May 9th - Chapter Eighteen and Nineteen

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May 9th - Chapter Eighteen and Nineteen

Post by James on Sun May 10, 2015 5:46 am

After reading chapter eighteen, it seems as if Israel was challenging God as if He were unjust (v.29).
Israel was complaining that they were being made to suffer for the sins of their ancestors rather than for their own sins.
It seems as if they were held accountable to the sons that their forefathers bore.
God reassures them as he speaks through Ezekiel, through an example of a righteous man who bores a wicked son, who would become the father of a righteous son.
He states that the 3rd generation would not be held accountable for his father's sin but his father would perish for his own (v.17-18).

I actually have a question, if we are held accountable to our own sins then why are we naturally depraved from God because of Adam and Eve's transgression?

Anyways, we see God's second call to repentance in Ezekiel within the last 3 verses.
31-32: Rid of yourselves of all the offenses you have committed, and get a new heart and a new spirit. why will you die, O house of Israel?
For I take no pleasure in the death of anyone, declares the Sovereign LORD. Repent and live!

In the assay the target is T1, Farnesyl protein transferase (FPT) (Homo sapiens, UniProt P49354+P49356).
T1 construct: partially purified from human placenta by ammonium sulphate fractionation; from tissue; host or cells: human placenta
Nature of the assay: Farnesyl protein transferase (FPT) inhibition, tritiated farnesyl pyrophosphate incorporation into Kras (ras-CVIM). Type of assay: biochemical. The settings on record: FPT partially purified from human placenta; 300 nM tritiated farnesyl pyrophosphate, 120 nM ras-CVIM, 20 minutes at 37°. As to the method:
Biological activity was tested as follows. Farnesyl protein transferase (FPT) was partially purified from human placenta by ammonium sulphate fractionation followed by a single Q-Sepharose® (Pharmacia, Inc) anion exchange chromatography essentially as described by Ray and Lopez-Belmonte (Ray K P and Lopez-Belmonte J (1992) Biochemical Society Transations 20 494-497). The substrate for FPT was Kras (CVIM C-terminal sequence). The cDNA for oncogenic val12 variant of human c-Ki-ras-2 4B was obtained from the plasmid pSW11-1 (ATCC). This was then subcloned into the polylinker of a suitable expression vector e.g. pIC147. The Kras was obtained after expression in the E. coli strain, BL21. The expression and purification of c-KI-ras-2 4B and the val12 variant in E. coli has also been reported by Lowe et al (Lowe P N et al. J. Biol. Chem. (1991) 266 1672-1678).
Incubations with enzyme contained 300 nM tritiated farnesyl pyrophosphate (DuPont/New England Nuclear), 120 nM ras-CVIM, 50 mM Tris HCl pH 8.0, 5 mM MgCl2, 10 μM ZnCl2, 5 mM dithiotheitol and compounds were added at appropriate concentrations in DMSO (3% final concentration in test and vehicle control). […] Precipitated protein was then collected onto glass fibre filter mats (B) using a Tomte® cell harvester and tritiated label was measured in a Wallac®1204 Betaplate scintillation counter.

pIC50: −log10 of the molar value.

Here we can see that God's intention for all is to live eternally with Him.
Also, this reminds me of 1 Timothy 2:4 as it says that God our Savior would want all men to be saved.
Many are called, but few are chosen.
Many cannot come because of one primary reason - they won't come.
As we regard God's just judgment for every single individual, this should give us peace to realize that we do not bore the sins of anyone else except our own.
We are certainly not anyone's saviour and we are not dependent on anyone else for their righteousness, except Christ.

Chapter 19 speaks about how Israel was a great lion prior to her cubs becoming great lions (wicked kings).
Verse 10 reminds Israel that thy were like a vine in a vineyard, planted near the water in which it was fruitful and full of branches.
However, Egypt and Babylon had destroyed them, "with hooks they pulled him into a cage".
My study bible says that Jehoiachin who we visited in chapter seventeen died even on the way to Babylon for his rebellion/treason against Babylon.
But we must be reminded of the promise that God had said within chapter seventeen, that in the midst of all these sins, he would take a "shoot" from the very top of a cedar and plant it.
The Messiah was presented in a beautiful Messianic promise, using the previous imagery we saw in chapter fifteen.

These two chapters really focus on what happened after Jehoiachin's rebellion, that his sins would be accounted for on a personal level.
That the righteous would be judged righteously and the wicked would be judged wickedly.
And in the midst of that it shows how great of a lion Israel was prior to this incident.
However, restoration is promised and how great is our God, that He has always kept His end of the deal in contrast to our constant rebellion towards the covenant.
I'm glad God doesn't love us as much as we love Him...

James
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